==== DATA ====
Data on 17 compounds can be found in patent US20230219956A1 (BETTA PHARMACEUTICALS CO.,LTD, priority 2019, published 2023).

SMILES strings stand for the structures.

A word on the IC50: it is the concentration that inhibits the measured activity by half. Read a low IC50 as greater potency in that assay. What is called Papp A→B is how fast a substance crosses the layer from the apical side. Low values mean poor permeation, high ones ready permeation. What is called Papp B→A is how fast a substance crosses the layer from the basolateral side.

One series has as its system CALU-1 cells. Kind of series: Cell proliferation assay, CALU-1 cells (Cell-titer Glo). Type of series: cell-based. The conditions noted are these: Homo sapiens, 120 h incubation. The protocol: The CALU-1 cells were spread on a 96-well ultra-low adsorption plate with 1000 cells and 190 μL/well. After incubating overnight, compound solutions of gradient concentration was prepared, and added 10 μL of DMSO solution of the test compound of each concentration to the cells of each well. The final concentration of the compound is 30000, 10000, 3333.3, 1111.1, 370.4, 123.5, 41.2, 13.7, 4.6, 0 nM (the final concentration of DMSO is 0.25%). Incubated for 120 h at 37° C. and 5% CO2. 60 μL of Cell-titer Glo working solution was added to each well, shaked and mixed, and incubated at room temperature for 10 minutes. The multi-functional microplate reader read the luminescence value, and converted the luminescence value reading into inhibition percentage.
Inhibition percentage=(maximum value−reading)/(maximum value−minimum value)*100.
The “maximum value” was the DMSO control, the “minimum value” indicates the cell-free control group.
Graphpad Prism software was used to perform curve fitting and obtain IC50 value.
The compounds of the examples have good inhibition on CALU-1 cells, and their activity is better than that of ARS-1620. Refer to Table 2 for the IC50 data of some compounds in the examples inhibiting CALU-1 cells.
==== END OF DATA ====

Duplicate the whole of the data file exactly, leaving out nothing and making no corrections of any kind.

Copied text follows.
Data on 17 compounds can be found in patent US20230219956A1 (BETTA PHARMACEUTICALS CO.,LTD, priority 2019, published 2023).

SMILES strings stand for the structures.

A word on the IC50: it is the concentration that inhibits the measured activity by half. Read a low IC50 as greater potency in that assay. What is called Papp A→B is how fast a substance crosses the layer from the apical side. Low values mean poor permeation, high ones ready permeation. What is called Papp B→A is how fast a substance crosses the layer from the basolateral side.

One series has as its system CALU-1 cells. Kind of series: Cell proliferation assay, CALU-1 cells (Cell-titer Glo). Type of series: cell-based. The conditions noted are these: Homo sapiens, 120 h incubation. The protocol: The CALU-1 cells were spread on a 96-well ultra-low adsorption plate with 1000 cells and 190 μL/well. After incubating overnight, compound solutions of gradient concentration was prepared, and added 10 μL of DMSO solution of the test compound of each concentration to the cells of each well. The final concentration of the compound is 30000, 10000, 3333.3, 1111.1, 370.4, 123.5, 41.2, 13.7, 4.6, 0 nM (the final concentration of DMSO is 0.25%). Incubated for 120 h at 37° C. and 5% CO2. 60 μL of Cell-titer Glo working solution was added to each well, shaked and mixed, and incubated at room temperature for 10 minutes. The multi-functional microplate reader read the luminescence value, and converted the luminescence value reading into inhibition percentage.
Inhibition percentage=(maximum value−reading)/(maximum value−minimum value)*100.
The “maximum value” was the DMSO control, the “minimum value” indicates the cell-free control group.
Graphpad Prism software was used to perform curve fitting and obtain IC50 value.
The compounds of the examples have good inhibition on CALU-1 cells, and their activity is better than that of ARS-1620. Refer to Table 2 for the IC50 data of some compounds in the examples inhibiting CALU-1 cells.